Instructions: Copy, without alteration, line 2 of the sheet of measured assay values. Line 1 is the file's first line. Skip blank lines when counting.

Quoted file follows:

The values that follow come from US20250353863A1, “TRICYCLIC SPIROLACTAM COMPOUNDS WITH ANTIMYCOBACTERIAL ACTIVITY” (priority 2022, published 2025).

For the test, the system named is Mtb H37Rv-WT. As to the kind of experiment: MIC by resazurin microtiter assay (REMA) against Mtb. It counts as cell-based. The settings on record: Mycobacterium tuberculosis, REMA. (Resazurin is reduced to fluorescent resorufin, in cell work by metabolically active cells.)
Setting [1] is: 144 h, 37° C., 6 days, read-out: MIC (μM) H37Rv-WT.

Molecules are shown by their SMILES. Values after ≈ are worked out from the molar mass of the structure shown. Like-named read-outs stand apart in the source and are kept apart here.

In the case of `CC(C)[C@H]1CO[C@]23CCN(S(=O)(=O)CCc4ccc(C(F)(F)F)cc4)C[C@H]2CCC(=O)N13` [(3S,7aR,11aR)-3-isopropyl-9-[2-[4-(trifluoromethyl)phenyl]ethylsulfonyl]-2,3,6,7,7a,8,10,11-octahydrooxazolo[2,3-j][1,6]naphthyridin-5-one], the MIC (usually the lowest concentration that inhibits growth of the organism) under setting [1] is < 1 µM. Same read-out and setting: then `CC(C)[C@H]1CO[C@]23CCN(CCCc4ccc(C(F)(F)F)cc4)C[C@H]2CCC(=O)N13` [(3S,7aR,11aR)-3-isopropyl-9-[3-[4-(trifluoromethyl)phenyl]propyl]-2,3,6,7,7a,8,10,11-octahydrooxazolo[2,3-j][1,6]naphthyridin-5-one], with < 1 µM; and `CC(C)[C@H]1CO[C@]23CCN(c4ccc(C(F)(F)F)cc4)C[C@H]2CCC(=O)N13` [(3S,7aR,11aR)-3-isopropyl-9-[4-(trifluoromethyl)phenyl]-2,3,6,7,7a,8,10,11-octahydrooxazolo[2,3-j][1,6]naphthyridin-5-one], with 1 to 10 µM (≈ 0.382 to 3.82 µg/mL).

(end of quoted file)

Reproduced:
For the test, the system named is Mtb H37Rv-WT. As to the kind of experiment: MIC by resazurin microtiter assay (REMA) against Mtb. It counts as cell-based. The settings on record: Mycobacterium tuberculosis, REMA. (Resazurin is reduced to fluorescent resorufin, in cell work by metabolically active cells.)